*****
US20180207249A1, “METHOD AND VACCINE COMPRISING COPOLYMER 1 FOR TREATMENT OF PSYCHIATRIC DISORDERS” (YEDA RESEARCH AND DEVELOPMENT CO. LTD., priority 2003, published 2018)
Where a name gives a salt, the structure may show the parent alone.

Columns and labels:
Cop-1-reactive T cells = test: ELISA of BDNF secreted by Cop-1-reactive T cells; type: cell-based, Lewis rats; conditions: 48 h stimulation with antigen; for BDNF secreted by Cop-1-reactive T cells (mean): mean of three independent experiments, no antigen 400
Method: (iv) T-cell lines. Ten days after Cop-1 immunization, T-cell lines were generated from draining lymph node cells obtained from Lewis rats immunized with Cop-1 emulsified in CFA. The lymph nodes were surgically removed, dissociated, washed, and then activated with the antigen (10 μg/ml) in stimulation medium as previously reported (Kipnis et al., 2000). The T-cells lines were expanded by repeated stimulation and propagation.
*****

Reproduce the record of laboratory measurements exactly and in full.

US20180207249A1, “METHOD AND VACCINE COMPRISING COPOLYMER 1 FOR TREATMENT OF PSYCHIATRIC DISORDERS” (YEDA RESEARCH AND DEVELOPMENT CO. LTD., priority 2003, published 2018)
Where a name gives a salt, the structure may show the parent alone.

Columns and labels:
Cop-1-reactive T cells = test: ELISA of BDNF secreted by Cop-1-reactive T cells; type: cell-based, Lewis rats; conditions: 48 h stimulation with antigen; for BDNF secreted by Cop-1-reactive T cells (mean): mean of three independent experiments, no antigen 400
Method: (iv) T-cell lines. Ten days after Cop-1 immunization, T-cell lines were generated from draining lymph node cells obtained from Lewis rats immunized with Cop-1 emulsified in CFA. The lymph nodes were surgically removed, dissociated, washed, and then activated with the antigen (10 μg/ml) in stimulation medium as previously reported (Kipnis et al., 2000). The T-cells lines were expanded by repeated stimulation and propagation.